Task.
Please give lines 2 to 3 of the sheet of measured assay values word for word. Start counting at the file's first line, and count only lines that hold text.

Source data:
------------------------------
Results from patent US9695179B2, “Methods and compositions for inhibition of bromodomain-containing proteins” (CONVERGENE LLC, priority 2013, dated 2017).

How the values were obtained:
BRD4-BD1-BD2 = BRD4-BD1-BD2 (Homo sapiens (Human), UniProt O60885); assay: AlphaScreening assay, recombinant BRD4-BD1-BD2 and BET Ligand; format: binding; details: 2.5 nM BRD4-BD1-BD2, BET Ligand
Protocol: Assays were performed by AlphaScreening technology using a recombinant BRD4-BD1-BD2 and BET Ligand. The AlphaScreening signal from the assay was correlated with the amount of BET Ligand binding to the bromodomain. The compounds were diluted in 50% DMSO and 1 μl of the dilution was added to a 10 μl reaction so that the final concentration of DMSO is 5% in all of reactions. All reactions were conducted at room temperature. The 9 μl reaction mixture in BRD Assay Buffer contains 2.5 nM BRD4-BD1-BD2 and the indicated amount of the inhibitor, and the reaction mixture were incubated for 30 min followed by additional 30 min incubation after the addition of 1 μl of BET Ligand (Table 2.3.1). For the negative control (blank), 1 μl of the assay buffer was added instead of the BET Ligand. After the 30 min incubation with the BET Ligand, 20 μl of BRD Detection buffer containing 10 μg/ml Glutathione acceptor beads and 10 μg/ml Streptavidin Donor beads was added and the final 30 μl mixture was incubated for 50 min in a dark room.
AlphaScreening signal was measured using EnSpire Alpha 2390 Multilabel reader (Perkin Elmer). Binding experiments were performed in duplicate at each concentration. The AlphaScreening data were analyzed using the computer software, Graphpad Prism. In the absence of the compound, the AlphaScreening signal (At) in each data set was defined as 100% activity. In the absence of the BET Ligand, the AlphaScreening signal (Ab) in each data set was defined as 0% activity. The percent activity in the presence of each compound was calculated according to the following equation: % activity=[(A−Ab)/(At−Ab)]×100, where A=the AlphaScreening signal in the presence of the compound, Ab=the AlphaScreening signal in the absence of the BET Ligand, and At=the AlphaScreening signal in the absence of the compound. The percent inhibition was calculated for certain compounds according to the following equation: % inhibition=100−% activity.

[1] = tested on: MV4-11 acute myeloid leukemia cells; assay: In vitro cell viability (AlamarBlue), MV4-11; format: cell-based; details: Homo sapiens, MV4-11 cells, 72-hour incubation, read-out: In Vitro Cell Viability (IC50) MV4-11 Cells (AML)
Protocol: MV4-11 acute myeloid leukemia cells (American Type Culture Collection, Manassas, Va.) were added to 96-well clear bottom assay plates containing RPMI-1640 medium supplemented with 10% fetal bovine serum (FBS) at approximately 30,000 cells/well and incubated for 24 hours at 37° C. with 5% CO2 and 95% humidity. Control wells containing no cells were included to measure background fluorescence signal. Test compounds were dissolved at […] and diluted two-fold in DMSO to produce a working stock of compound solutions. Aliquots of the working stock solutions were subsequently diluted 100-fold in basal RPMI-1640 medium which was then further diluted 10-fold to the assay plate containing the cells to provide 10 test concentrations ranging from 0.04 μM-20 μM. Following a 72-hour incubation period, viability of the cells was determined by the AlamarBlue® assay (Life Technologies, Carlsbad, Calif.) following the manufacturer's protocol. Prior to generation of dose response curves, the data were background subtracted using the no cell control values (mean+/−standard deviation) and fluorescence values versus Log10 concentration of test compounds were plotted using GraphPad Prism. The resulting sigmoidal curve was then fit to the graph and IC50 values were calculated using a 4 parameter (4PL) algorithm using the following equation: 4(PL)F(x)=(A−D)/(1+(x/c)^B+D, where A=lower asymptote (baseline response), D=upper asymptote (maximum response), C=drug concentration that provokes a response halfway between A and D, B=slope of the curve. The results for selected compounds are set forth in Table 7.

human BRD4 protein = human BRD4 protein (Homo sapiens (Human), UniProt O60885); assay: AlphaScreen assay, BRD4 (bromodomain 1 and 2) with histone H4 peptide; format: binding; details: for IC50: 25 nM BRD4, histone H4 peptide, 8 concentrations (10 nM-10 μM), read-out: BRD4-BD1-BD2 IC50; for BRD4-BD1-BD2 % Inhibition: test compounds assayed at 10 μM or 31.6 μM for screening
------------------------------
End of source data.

How the values were obtained:
BRD4-BD1-BD2 = BRD4-BD1-BD2 (Homo sapiens (Human), UniProt O60885); assay: AlphaScreening assay, recombinant BRD4-BD1-BD2 and BET Ligand; format: binding; details: 2.5 nM BRD4-BD1-BD2, BET Ligand